Joined: 13 Dec 2006
Location: Cleveland, OH
|Posted: Dec Sun 17, 2006 2:34 pm Post subject: Empathy
Walking in Other People's Shoes: If You Don't, You Won't Get Very Far
Empathy--the ability to walk in other people's shoes--is one of the emotional competencies that is crucial for success in today's ever-expanding world.
Why? Well, we all know what it's like when we interact with people who don't understand us. These folks don't seem to have any sense of who we are, what's important to us, or why we do the things we do. Often these folks are not just clue-less, they are also judgmental and disapproving. Naturally, we keep as much distance from them as possible, and solid professional and personal relationships are impossible.
In today's world many of us have daily contact with people from diverse backgrounds very different from our own. They have different beliefs, values, customs, and world views. Even among people with similar backgrounds, there are wide variations in personality, world view, values, beliefs, abilities, and interests. If we are going to relate successfully to the large number of people that we come in contact with, we have to stretch ourselves to have, at least, some sense of what it is like to walk in their shoes. That's where developing empathy comes in. And doing that is not always easy!
There's an all-too-human tendency to assume that everybody experiences the world as we do and that our world view is THE TRUTH. When people behave differently than what our world view would predict, our reactions can range from incredulous to condemning. "He's just a wimp." "That religious practice is disgusting." "She just needs to pull herself up by her bootstraps." "What a weirdo." "You know you can't trust any of them." Those people are just immoral and sick."
I believe that limits on our empathy had sociobiological survival value in the far distant past, so we are hardwired to have limits on our empathy. World conditions have evolved so that lack of empathy is now destructive, but our biology hasn't caught up. This is one major reason why developing empathy is so difficult.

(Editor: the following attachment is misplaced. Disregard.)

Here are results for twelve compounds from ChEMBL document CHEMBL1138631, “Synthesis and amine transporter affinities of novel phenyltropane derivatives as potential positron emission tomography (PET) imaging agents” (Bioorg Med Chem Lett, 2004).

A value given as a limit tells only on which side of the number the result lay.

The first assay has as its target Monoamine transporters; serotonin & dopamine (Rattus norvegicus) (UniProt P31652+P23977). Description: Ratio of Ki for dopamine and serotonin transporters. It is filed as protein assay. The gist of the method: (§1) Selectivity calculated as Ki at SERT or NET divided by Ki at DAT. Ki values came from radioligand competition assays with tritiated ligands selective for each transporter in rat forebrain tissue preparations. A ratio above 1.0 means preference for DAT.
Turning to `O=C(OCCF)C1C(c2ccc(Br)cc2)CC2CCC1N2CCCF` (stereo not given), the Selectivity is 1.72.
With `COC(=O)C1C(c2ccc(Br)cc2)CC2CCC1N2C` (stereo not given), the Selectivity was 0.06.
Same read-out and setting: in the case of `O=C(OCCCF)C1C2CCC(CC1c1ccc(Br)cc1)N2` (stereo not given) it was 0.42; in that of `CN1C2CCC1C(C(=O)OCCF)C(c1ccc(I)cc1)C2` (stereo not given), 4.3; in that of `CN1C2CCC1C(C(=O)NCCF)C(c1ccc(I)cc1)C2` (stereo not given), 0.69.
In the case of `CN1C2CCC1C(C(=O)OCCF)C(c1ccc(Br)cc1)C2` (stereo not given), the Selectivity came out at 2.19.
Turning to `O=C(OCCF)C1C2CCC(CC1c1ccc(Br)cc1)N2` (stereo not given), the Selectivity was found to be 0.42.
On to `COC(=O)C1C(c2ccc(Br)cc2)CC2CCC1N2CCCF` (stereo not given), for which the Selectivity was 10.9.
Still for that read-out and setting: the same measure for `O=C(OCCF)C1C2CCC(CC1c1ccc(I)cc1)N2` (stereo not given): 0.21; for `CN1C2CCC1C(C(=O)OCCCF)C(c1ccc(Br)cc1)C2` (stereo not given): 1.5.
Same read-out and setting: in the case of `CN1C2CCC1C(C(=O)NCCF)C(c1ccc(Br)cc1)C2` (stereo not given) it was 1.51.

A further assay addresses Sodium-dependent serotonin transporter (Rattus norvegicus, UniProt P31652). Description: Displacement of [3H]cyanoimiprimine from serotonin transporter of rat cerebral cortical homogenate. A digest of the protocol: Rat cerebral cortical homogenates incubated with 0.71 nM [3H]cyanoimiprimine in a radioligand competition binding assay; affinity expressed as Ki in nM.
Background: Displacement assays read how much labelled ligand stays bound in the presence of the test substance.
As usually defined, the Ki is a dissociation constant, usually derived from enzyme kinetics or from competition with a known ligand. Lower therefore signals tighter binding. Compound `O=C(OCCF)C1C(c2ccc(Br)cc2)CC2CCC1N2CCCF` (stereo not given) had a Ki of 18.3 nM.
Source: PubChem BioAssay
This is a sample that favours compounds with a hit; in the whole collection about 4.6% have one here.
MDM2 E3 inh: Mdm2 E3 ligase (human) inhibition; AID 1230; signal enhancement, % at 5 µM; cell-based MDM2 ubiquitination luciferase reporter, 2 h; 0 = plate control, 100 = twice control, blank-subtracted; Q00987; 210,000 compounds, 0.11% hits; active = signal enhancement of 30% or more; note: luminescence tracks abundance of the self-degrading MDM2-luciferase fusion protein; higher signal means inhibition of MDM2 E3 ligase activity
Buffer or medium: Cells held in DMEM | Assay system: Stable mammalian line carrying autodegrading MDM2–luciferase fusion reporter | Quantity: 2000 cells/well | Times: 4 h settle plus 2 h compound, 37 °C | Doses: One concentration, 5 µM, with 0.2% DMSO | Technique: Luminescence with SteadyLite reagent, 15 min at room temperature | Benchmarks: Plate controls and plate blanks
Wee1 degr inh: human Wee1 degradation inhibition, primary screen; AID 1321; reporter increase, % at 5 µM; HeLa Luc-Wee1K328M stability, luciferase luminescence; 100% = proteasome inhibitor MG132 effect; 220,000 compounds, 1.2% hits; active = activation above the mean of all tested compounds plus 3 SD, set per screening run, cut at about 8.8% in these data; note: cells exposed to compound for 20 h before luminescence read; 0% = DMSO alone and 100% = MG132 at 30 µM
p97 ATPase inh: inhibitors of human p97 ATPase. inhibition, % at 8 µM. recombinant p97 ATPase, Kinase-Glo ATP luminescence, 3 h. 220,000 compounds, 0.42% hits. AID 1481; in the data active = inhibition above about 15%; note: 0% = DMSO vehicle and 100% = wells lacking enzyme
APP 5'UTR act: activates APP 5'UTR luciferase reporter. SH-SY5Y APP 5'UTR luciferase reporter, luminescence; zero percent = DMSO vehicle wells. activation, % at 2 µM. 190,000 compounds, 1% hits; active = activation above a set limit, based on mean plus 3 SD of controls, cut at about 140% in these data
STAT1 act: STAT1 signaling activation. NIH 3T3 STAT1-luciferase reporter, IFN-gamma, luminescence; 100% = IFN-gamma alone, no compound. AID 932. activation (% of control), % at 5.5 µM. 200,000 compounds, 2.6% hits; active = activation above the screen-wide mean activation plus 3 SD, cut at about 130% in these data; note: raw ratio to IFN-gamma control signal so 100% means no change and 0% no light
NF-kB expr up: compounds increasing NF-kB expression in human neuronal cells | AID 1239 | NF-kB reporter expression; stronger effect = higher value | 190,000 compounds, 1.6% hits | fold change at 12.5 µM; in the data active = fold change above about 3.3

Other reasons include a reluctance to put in the hard work of expanding our mental bandwidth to understand other people's experience. Another common reason is a belief that if you empathize with differences, you will have to give up you own beliefs and standards. While it is true you may end up doing that as your world view expands, you are not forced to. And often these newer perspectives feel much better than the previous ones.
Expanding empathy is also dangerous because that means opening up to others' pain, and we are very reluctant to do that. It is much more comfortable to be clue-less or condemning.
But, alas, if you want to be a successful leader in your career and workplace, you have to develop empathy in order to relate well with diverse employees, clients, business partners, customers and other stakeholders.
In your personal life it is easy to avoid this diversity, if you choose. But even there, empathy is crucial because of the diversity of personalities, talents, learning styles, and interests that exist in those close to us. So how do we grow our empathy?
1. Read about or get some training about groups that most baffle you or you feel most judgmental about.
2. Spend time imagining what it would be like to walk in someone else's shoes. When you experience feelings of superiority or disapproval, use them as a flag to do this imaginary work.
3. Get to know people different from you--particularly those you are uncomfortable with. As you do, ask them about their lives, their experiences, their culture, their beliefs and values. Folks are usually happy to open up to someone who is genuinely interested in them.
4. When conflicts arise, assume benign intent until proven otherwise. Seek to understand what is behind someone's seemingly inexplicable or hostile actions.
Remember, as you open up to other people's worlds, you don't have to leave behind your own values, beliefs, standards, or morals. Just because I empathize with the importance of the religious beliefs of some of my employees and make accommodations in the workplace to support to support their practice, does not mean I will change my religious beliefs. Nor does it mean that I will let the accommodations be unduly disruptive to the workplace. Empathy just lays the groundwork for creative solutions to conflicting interests. Empathy is such an important key to success in today's world. I believe it is also the key to world peace. As we enter the month of December, which is a holy and celebratory time for so many in the world, give yourself and others the gift of a commitment to ever-increasing empathy.
© 2000 Ann McAllister, Ph.D. All rights reserved. Permission is granted to reproduce, copy or distribute Coaching. Ann McAllister, Ph.D., can be contacted at Coach@AnnMcAllister.com.